Squeal Worthy Facts About Mini Pot-Bellied Pigs as Pets

 
From snuffly snout to curly tail, miniature pot-bellied pigs have become a much loved addition to the exotic pet scene. Pot-bellied pigs are highly intelligent, social, and inquisitive and BEWARE because these little cuties will capture your heart!
Whether you’re considering adopting a piggy of your own or simply looking to learn more about these adorable oink monsters, Star Milling has compiled the ultimate cheat sheet when it comes to everything pig!

The Cute, The Quirky, and The Piggy

Despite their rising popularity, pot-bellied pigs remain a mystery to many pet owners who’ve considered adding one to their family. Let’s start by exploring the ins and outs of piggy parenthood.

A Brief Overview

Pot-bellied pigs are highly intelligent animals whose goofy, cuddly personalities make for excellent pets. Their average lifespan is 12 to 18 years, with some senior pigs reaching their early 20’s! This means that sweet little piglet is a friend for life. It’s important to consider the commitment prior to leaping into piggy parenthood.

Another factor surprises many owners is size. While mini pot-bellied pigs are far smaller than their barnyard counterparts, a tiny piglet can easily grow to be over 100 pounds! That’s the size of a medium to large breed dog. The good news is that pot-bellied pigs do in fact make excellent house pets. Backyards are ideal for exercise and playtime, while daily walks allow even the most energetic pigs to get that extra energy out, so your big baby is ready for cuddles and naps by dinner time.

Fun Facts to Squeal Over

  • Pot-bellied pigs come in a four main colors; solid black, pink, white, and spotted.
  • Pigs are opportunistic omnivores which means they love to snack! It’s no accident that their good name has become synonymous with eating almost anything. While showing your pet some love with the occasional table scrap won’t hurt them, it’s important for owners to maintain a high quality, nutritional diet for their snack monsters.
  • Pigs are very vocal, communicating in a range of squeals, oinks, and whines. Mama pigs even sing to their piglets!
  • Belly rubs are the way to a pot-bellied pig’s heart.
  • Due to their high intellect, pot-bellied pigs respond very well to clicker training. They can be quite stubborn, but when given a task that satisfies their curious nature, pigs are quick to learn and respond well to obedience and behavioral training.
  • The idea that pigs are dirty couldn’t be farther from the truth. While they do enjoy a good mud bath to protect their sensitive skin from the sun, pot-bellied pigs are very clean animals.
  • A male pig’s tusks grow throughout their entire lives, much like a hamster’s teeth, and require routine trims by a veterinarian to keep them in top shape.
  • The best age to spay and neuter pot-bellied pigs is between 4 to 6 months.
  • Pigs are highly social creatures and will quickly develop a lifelong bond with their human companions. When trained properly, pot-bellied pigs have a sweet, gentle demeanor that’s sure to charm their human family.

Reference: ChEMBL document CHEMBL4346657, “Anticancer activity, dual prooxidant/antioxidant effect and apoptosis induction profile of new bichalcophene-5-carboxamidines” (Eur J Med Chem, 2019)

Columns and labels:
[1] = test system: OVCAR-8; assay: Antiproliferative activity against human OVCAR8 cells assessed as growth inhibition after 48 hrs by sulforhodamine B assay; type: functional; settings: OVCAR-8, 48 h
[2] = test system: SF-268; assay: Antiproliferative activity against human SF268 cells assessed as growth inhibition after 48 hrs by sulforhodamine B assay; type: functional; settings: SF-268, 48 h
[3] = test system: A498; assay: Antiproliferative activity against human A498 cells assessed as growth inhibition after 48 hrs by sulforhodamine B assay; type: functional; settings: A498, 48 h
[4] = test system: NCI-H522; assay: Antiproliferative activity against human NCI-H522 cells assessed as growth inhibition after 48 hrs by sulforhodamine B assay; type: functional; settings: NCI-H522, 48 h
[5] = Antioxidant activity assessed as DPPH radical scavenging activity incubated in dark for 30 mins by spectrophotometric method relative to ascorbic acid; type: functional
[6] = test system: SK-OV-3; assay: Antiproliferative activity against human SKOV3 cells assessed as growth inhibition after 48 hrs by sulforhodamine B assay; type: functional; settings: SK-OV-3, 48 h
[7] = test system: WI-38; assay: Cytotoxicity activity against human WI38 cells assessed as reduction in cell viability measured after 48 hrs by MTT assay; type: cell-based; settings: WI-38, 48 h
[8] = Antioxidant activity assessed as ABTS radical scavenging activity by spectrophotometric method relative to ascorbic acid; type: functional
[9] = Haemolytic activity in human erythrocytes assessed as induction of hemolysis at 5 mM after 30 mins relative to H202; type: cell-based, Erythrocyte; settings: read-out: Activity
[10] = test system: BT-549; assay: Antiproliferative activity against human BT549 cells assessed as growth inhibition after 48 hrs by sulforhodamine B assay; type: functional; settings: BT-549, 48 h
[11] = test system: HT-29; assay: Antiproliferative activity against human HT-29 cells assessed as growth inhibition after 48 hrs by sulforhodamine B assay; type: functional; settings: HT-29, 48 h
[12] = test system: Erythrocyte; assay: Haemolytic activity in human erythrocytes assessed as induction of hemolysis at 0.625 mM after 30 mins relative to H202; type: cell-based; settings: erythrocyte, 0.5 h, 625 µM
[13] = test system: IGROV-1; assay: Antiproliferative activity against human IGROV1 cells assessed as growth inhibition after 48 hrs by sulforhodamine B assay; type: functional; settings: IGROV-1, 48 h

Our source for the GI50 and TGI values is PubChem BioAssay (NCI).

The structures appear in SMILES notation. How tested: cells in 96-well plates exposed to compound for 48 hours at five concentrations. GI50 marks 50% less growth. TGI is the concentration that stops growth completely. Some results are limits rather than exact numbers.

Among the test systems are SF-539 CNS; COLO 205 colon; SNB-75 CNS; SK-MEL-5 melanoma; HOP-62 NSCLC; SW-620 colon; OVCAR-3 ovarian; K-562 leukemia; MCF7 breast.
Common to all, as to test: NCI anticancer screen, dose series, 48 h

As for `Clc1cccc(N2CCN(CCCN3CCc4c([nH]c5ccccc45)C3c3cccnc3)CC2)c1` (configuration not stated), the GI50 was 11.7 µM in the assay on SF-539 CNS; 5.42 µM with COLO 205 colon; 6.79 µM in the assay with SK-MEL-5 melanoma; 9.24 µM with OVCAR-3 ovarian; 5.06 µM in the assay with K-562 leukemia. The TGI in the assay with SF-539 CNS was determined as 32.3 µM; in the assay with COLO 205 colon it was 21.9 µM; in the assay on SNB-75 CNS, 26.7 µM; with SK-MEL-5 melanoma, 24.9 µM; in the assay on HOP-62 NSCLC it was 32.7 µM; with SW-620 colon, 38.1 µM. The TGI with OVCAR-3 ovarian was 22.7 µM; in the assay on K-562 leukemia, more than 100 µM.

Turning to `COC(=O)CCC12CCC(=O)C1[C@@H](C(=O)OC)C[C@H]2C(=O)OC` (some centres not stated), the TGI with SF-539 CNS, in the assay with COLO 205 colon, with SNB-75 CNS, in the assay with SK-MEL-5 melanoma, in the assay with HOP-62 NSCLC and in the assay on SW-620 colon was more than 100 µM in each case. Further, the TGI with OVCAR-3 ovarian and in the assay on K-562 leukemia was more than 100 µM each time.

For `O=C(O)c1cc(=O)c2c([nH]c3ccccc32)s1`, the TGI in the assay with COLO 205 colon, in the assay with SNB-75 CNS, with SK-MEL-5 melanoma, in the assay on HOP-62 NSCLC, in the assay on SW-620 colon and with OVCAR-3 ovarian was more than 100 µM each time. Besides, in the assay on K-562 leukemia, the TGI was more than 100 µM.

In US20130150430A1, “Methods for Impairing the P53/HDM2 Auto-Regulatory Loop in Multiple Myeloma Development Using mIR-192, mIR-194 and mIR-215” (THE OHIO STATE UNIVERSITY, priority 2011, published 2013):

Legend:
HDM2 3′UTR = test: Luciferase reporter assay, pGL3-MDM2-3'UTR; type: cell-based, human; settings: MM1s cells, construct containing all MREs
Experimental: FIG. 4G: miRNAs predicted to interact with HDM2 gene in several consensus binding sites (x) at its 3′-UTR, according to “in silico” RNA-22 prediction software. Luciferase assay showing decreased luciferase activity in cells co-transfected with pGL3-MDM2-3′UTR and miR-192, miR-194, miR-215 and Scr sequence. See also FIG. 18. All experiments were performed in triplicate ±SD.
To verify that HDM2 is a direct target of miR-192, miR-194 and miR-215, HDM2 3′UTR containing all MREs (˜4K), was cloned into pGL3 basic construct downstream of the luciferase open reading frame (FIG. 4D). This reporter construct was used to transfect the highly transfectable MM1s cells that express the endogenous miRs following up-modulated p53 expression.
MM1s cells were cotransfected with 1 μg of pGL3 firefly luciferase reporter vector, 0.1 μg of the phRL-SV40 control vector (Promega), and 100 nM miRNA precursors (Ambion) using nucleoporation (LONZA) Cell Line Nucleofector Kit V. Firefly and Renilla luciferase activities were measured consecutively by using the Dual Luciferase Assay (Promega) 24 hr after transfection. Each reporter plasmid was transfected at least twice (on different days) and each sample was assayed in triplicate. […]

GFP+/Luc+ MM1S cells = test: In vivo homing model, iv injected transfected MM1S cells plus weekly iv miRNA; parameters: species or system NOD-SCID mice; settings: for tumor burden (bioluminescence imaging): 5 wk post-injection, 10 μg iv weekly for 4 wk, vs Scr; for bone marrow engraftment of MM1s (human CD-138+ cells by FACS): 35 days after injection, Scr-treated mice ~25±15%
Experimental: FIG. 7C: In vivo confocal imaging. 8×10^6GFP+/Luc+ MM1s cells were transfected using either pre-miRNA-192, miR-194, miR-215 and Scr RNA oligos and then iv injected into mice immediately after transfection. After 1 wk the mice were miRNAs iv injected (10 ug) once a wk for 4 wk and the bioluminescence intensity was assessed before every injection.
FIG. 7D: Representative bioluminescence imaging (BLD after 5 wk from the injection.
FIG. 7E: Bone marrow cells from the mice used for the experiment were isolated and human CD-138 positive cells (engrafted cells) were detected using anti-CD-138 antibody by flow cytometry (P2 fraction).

Pigging Out on High Quality Nutrition

When it comes to fueling your pig’s adventures, providing a wholesome diet is key. High quality pot-bellied pig feed should closely mirror an animal’s natural diet. This guarantees the same level of protein and vital nutrients that pigs crave. As omnivores, a wild diet would consist of roots, veggies, nuts, seeds, berries, eggs, and small insects.

Their opportunistic nature means many pet piggies will pick and choose what produce they want to eat while discarding the rest. While fruits, veggies, and healthy treats are excellent for rewarding your piggy on a job well done, offering a “salad” as their main meal can result in fussy eaters ingesting their favorite bites only.

This is why pellets are the preferred main diet for pet pigs. Owners can rest easy with the assurance of complete nutrition in every meal their piggy enjoys. The team at Star Milling Co. offers the best nutrition for our pet parents and their piglets with products such as Kelley’s Mini Pot Bellied Pig feed or Ace Hi Pot Belly Pig pellets.

Connect with us on social media and share your favorite piggy pics, tips, and owner insights with the community!

Gather Your Flock with The Best Backyard Chickens for Beginners

You’ve got your coop. You’ve got your feed. Now it’s time to spread your wings and fly with these great backyard chicken breeds for beginners!

Picking out your flock is an exciting step in poultry parenthood. It’s understandable that most backyard coop enthusiasts are eager to jump in faster than a chicken after a mealworm. Hold the excited pecking! From temperament to egg production, there’s a lot to consider prior to acquiring your first flock. Discover the world of backyard chickens with Star Milling Co.’s handy guide to gathering your flock.

What to Look for in Backyard Breeds

Before choosing the perfect feathered friend for you, there are a few characteristic to keep in mind. What are your goals and interests when it comes to backyard chickens? What kind of climate and environment are the birds going to be kept in? Will you be the sole caretaker or will younger members of the family want to try their hand at junior poultry wrangling?

These questions can determine which chickens will make the best addition to your yard. Ideally, beginners should seek out a breed that is hearty and well adapted to moderate hot and cold temperatures. If you live in area with extreme climates, further research may be in order to determine which chickens fare best in your neck of the woods. Popular breeds typically have robust health and are easy for beginners to care for.